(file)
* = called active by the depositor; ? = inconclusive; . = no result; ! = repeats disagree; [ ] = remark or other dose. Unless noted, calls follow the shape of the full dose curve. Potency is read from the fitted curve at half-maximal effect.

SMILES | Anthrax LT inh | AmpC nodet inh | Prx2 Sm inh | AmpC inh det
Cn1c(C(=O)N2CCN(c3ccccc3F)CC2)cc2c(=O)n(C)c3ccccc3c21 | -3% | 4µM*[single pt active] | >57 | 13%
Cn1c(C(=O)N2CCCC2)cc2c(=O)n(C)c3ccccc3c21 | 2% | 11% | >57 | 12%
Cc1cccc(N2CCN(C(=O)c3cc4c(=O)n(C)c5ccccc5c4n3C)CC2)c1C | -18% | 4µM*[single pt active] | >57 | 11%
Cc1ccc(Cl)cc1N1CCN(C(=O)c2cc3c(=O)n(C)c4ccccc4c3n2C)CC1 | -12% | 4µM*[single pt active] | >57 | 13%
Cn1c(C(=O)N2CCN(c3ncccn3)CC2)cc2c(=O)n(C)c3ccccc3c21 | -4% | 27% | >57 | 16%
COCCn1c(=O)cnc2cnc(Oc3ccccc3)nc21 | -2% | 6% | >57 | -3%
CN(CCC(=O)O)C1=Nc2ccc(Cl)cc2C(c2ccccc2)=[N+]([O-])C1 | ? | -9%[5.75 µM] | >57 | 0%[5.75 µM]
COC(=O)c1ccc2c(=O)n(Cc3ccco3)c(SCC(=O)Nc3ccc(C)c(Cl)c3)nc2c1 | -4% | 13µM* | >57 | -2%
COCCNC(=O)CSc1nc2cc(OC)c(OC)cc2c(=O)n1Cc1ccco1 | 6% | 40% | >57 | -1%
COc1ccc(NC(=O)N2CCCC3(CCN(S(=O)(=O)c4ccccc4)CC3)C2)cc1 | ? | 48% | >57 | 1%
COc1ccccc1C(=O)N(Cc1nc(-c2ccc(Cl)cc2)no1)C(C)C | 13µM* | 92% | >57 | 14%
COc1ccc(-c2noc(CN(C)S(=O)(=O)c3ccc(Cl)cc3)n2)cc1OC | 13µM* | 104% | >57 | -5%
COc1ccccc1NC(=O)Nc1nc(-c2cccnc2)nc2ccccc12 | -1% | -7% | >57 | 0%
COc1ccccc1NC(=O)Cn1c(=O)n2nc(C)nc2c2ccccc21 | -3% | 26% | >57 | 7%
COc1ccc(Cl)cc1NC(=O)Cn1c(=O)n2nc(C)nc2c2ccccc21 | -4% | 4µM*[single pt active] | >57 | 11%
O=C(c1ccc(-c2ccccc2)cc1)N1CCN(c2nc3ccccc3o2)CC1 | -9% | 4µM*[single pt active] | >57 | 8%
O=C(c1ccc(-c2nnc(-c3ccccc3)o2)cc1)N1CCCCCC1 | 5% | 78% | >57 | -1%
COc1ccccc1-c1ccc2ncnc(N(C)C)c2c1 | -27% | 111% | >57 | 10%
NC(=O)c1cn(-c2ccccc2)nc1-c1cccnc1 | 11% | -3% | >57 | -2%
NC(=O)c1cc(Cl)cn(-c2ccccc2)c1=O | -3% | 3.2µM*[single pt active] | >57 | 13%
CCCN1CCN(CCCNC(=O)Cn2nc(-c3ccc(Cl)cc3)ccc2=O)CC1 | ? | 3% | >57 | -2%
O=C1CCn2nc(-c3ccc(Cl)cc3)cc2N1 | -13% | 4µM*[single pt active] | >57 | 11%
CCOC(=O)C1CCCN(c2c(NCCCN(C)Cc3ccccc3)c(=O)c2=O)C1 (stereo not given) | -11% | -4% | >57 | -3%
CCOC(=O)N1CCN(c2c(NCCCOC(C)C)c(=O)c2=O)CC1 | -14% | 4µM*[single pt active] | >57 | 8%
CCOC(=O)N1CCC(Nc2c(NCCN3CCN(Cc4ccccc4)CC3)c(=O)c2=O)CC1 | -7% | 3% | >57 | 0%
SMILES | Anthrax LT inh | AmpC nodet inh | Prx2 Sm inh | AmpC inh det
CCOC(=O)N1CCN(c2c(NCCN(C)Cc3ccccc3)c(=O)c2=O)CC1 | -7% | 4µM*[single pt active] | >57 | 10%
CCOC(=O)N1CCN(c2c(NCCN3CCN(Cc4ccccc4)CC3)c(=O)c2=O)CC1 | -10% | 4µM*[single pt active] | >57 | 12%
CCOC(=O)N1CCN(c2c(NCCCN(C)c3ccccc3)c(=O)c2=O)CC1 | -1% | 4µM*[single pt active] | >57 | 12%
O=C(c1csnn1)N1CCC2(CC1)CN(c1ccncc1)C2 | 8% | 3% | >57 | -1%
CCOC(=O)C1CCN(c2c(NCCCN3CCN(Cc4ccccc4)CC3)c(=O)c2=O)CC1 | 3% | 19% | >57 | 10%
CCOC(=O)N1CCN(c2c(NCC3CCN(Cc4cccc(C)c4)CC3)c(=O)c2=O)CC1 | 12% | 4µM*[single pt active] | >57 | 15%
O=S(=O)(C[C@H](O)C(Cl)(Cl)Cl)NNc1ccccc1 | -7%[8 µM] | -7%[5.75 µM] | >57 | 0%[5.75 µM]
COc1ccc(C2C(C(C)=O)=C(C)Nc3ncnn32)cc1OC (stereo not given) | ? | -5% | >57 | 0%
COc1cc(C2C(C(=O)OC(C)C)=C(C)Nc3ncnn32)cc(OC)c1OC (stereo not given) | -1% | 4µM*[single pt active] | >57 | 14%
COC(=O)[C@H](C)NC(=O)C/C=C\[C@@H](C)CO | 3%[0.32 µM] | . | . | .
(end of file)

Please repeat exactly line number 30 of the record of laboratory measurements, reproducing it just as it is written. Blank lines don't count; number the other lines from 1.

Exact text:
CCOC(=O)N1CCN(c2c(NCCN3CCN(Cc4ccccc4)CC3)c(=O)c2=O)CC1 | -10% | 4µM*[single pt active] | >57 | 12%